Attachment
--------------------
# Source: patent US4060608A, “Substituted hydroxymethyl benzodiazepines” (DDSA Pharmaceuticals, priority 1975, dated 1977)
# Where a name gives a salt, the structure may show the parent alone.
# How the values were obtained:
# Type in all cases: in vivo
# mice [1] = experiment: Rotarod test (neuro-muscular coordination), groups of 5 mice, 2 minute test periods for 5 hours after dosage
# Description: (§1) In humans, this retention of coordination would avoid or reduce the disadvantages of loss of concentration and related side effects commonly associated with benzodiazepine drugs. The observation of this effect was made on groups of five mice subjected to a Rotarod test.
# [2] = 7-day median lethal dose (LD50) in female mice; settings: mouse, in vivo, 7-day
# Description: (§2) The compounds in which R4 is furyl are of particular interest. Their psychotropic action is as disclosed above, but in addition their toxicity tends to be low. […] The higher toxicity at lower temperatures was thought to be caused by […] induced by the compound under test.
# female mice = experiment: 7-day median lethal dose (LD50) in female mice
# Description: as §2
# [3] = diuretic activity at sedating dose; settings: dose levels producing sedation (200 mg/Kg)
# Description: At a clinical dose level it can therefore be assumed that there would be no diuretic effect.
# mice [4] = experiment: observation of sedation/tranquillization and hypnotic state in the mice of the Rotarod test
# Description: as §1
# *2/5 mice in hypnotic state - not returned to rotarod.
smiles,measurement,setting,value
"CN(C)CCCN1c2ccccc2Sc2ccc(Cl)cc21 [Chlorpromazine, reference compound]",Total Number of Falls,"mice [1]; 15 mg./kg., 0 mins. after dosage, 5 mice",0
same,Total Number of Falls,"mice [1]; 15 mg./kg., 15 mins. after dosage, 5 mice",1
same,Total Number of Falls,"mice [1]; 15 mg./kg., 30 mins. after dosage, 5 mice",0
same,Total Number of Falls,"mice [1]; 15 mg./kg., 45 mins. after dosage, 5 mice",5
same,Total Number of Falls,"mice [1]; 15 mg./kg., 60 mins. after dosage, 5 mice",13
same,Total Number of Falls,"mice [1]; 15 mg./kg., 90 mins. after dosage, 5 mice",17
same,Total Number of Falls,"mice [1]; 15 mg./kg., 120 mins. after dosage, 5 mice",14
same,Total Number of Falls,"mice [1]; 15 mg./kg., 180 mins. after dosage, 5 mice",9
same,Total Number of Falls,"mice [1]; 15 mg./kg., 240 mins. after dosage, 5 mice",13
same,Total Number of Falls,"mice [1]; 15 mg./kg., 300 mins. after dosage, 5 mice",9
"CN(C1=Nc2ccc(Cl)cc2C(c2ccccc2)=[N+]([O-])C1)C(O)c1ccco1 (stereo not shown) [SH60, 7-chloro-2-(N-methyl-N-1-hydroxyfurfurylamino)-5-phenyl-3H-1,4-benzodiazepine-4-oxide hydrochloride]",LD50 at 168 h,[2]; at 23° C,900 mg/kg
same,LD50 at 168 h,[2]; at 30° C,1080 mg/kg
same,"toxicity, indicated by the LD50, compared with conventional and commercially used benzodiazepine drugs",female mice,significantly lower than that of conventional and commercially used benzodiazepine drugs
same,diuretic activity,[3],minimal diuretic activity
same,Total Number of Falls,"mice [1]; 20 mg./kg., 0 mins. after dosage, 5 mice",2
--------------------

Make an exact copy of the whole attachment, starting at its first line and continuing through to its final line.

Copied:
# Source: patent US4060608A, “Substituted hydroxymethyl benzodiazepines” (DDSA Pharmaceuticals, priority 1975, dated 1977)
# Where a name gives a salt, the structure may show the parent alone.
# How the values were obtained:
# Type in all cases: in vivo
# mice [1] = experiment: Rotarod test (neuro-muscular coordination), groups of 5 mice, 2 minute test periods for 5 hours after dosage
# Description: (§1) In humans, this retention of coordination would avoid or reduce the disadvantages of loss of concentration and related side effects commonly associated with benzodiazepine drugs. The observation of this effect was made on groups of five mice subjected to a Rotarod test.
# [2] = 7-day median lethal dose (LD50) in female mice; settings: mouse, in vivo, 7-day
# Description: (§2) The compounds in which R4 is furyl are of particular interest. Their psychotropic action is as disclosed above, but in addition their toxicity tends to be low. […] The higher toxicity at lower temperatures was thought to be caused by […] induced by the compound under test.
# female mice = experiment: 7-day median lethal dose (LD50) in female mice
# Description: as §2
# [3] = diuretic activity at sedating dose; settings: dose levels producing sedation (200 mg/Kg)
# Description: At a clinical dose level it can therefore be assumed that there would be no diuretic effect.
# mice [4] = experiment: observation of sedation/tranquillization and hypnotic state in the mice of the Rotarod test
# Description: as §1
# *2/5 mice in hypnotic state - not returned to rotarod.
smiles,measurement,setting,value
"CN(C)CCCN1c2ccccc2Sc2ccc(Cl)cc21 [Chlorpromazine, reference compound]",Total Number of Falls,"mice [1]; 15 mg./kg., 0 mins. after dosage, 5 mice",0
same,Total Number of Falls,"mice [1]; 15 mg./kg., 15 mins. after dosage, 5 mice",1
same,Total Number of Falls,"mice [1]; 15 mg./kg., 30 mins. after dosage, 5 mice",0
same,Total Number of Falls,"mice [1]; 15 mg./kg., 45 mins. after dosage, 5 mice",5
same,Total Number of Falls,"mice [1]; 15 mg./kg., 60 mins. after dosage, 5 mice",13
same,Total Number of Falls,"mice [1]; 15 mg./kg., 90 mins. after dosage, 5 mice",17
same,Total Number of Falls,"mice [1]; 15 mg./kg., 120 mins. after dosage, 5 mice",14
same,Total Number of Falls,"mice [1]; 15 mg./kg., 180 mins. after dosage, 5 mice",9
same,Total Number of Falls,"mice [1]; 15 mg./kg., 240 mins. after dosage, 5 mice",13
same,Total Number of Falls,"mice [1]; 15 mg./kg., 300 mins. after dosage, 5 mice",9
"CN(C1=Nc2ccc(Cl)cc2C(c2ccccc2)=[N+]([O-])C1)C(O)c1ccco1 (stereo not shown) [SH60, 7-chloro-2-(N-methyl-N-1-hydroxyfurfurylamino)-5-phenyl-3H-1,4-benzodiazepine-4-oxide hydrochloride]",LD50 at 168 h,[2]; at 23° C,900 mg/kg
same,LD50 at 168 h,[2]; at 30° C,1080 mg/kg
same,"toxicity, indicated by the LD50, compared with conventional and commercially used benzodiazepine drugs",female mice,significantly lower than that of conventional and commercially used benzodiazepine drugs
same,diuretic activity,[3],minimal diuretic activity
same,Total Number of Falls,"mice [1]; 20 mg./kg., 0 mins. after dosage, 5 mice",2